02 August 2006 – CITY A.M
David and Simon Reuben are vying for a spot amongst Britain’s entrepreneurial elite, somewhere between the Barclays brothers and Sir Philip Green. The billionaire brothers are constantly linked to high-profile property deals, most recently after they offered $50.9m for 4.8m shares in retirement home builder McCarthy & Stone this week.
They own about 100 properties in London – including 2m sq ft of office space close to the Houses of Parliament in the heart of Westminster – and are involved in one of London’s largest redevelopment projects for the 2012 Olympics. Yet within in the Square Mile little is known about the pair, both in their mid-60s and estimated to be worth more than £2.1bn. Few people have met them and they rarely give interviews.
MYSTERIOUS AND ELUSIVE
Despite a concerted effort a few years ago to woo the British business establishment – they held a cocktail reception in one of their villas in Cannes in 2003 – the Indian-born brothers remain shrouded in secrecy. Their website gives little away, claiming the well known figures in the property market are “proud” that their main focus is on British business. The extent of their fortune, how many deals they have been involved in over the years and just how big their empire is, is also unclear.
Spokesman Charles Stewart Smith of PR firm Luther Pendragon said the chance of speaking with the pair was “extremely unlikely”, saying: “They just do not tend to grant media interviews.” One thing is known: they have ruffled some feathers in the City. And at the top of the antagonists list is Ken Livingstone.
The outspoken mayor cast the brothers into the spotlight in March. Livingstone said the pair, involved in a consortium behind London’s planned Olympic City, would land the state with a £700m fee for missing the project’s deadline because they did not have a track record of “successfully undertaking major developments, or of working in partnership, without collapsing into squabbling and litigation”.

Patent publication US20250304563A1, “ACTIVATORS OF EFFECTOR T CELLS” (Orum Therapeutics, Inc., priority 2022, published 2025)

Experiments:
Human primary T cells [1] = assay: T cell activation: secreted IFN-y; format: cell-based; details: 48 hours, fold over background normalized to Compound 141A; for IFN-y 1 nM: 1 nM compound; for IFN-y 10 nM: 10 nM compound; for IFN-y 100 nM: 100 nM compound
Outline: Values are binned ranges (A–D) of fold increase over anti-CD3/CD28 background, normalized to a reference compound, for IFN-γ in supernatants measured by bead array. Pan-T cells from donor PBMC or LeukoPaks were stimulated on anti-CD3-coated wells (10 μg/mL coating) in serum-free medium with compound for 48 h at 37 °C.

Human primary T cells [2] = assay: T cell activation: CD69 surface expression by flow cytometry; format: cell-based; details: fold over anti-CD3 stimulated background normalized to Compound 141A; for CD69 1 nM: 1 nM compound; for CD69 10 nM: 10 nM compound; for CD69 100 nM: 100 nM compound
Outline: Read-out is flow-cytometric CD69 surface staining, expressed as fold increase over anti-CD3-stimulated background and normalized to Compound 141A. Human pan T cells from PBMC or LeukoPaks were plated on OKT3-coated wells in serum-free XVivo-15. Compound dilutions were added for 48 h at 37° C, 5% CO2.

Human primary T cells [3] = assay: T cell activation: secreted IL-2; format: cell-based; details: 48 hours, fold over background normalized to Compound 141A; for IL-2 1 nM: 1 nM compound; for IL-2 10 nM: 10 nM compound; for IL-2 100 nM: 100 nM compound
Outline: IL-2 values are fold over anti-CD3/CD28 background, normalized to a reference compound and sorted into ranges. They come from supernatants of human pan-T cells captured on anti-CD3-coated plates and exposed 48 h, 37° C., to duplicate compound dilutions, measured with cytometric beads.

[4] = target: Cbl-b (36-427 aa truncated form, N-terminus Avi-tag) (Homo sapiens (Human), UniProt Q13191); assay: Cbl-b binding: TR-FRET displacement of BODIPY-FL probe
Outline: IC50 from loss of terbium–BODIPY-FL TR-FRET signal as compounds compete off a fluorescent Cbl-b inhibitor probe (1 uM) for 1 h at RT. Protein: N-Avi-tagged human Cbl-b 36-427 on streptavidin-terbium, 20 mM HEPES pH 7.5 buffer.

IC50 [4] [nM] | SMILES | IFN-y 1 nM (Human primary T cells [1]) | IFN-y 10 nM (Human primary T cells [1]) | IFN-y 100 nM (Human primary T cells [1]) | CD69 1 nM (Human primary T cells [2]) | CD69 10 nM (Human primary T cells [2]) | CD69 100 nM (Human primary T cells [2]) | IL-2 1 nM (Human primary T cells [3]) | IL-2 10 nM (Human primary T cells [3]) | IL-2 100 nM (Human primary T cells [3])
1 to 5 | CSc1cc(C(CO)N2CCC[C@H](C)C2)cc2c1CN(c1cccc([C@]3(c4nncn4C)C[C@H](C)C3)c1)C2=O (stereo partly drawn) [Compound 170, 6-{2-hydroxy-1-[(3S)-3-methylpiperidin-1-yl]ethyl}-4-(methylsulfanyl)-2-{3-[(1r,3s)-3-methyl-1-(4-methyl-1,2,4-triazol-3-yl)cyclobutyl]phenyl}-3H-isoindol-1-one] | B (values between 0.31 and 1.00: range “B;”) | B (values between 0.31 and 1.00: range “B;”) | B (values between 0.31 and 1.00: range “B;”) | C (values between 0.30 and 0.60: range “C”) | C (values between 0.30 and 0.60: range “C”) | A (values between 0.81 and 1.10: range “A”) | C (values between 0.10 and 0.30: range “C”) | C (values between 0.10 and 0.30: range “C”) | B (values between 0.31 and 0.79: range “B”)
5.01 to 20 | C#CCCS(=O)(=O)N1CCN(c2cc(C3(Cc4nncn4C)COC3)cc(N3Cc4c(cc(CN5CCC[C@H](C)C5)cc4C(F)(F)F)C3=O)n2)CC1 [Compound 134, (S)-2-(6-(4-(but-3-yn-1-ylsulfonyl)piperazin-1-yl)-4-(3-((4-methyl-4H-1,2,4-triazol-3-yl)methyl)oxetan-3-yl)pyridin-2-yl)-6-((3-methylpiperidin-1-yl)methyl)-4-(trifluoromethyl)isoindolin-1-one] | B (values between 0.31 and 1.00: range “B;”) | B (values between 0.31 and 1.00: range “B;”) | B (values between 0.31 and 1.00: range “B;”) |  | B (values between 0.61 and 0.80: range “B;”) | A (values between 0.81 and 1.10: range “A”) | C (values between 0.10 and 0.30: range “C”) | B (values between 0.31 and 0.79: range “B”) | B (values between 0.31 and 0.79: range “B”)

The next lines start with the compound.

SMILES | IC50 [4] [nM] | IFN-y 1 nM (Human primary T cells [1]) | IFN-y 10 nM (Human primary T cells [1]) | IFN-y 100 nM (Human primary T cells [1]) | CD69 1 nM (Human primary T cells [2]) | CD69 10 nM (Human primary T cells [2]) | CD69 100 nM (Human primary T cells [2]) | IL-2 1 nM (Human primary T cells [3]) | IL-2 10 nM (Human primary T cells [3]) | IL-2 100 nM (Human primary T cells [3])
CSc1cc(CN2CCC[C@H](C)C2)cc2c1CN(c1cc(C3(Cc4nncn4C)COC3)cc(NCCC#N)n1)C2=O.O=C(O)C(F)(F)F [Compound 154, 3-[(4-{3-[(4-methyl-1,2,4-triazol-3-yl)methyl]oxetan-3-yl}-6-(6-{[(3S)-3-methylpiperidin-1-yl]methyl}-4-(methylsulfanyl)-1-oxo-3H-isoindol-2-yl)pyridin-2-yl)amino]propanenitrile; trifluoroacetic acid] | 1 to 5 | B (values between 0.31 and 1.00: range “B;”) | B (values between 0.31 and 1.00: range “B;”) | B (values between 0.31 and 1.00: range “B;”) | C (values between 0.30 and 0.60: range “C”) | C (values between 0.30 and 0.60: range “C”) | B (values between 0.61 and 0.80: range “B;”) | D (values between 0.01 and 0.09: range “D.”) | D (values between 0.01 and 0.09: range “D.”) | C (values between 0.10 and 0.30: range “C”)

During a press conference Livingstone then added: “If they’re not happy they can always go back to Iran and see if they can do better under the Ayatollahs”.
AN IMPRESSIVE PORTFOLIO
Even after the scathing attack, the brothers refused to go public. Their spokesman meekly said the pair were “working ceaselessly to try to move the project forward”. Despite their tiffs, the Reuben brothers have a very powerful position in the British property market. They are likely to win their bid to take over McCarthy & Stone.
If it completes, the deal will bolster their growing property empire. Both British citizens, they own substantial parts of Victoria, including the John Lewis headquarters and the American Express offices. They also own Carlton House on St James’s Square, Academy House on Sackville Street, Connaught House on Berkeley Square, Market Towers and prime Sloane Street shops.
In Europe their property portfolio includes the prestigious Lloyd’s Bank headquarters in Monaco and a string of retail ventures in Germany, France and Romania. They have also snapped up 6m sq ft in Gibraltar, with apartments, a hotel, a large marina and shopping centre, and own eight data centres throughout the world.
RISING TO STARDOM
The brothers’ list of business contacts is as impressive as their basket of property assets. They have partnered up with big guns like HBOS – Britain’s fourth biggest bank through its Bank of Scotland corporate finance division, as well as construction giant Multiplex and bar and club operator, Ultimate Leisure Group.
So who are the elusive pair and how did they rise to such dizzying heights?
The brothers were born in Bombay to Iraqi Jews. David, the eldest brother, who lives in London, started out by joining a scrap metals business called Mount Star Metals. This took him to Russia, China and North Korea. He then joined Trans-Continental, a subsidiary of Mount Star, before heading up a joint venture 50 per cent owned by Merrill Lynch.
Simon started by importing carpets to Britain and bought J Holdsworth, England’s oldest carpet company from receivers. He managed to turn the company around from the brink of bankruptcy and used the profits to buy property. He formed a property group called Devereux, which he sold in 1972 for a substantial sum.
The brothers began working as a partnership in the 1990s and made their money in Russia through their company Trans World. They sold the business in 2000 for more than £500m when the Russian mafia became more powerful and as their former business partner Lev Chernoy was being investigated. Trans World was at the time accused of money laundering – a claim it vehemently denied. They then set their sights on joining the big players in the British property market – and did it. While they’re not willing to open their books or face the media, it is no secret the Reuben brothers are a powerful force.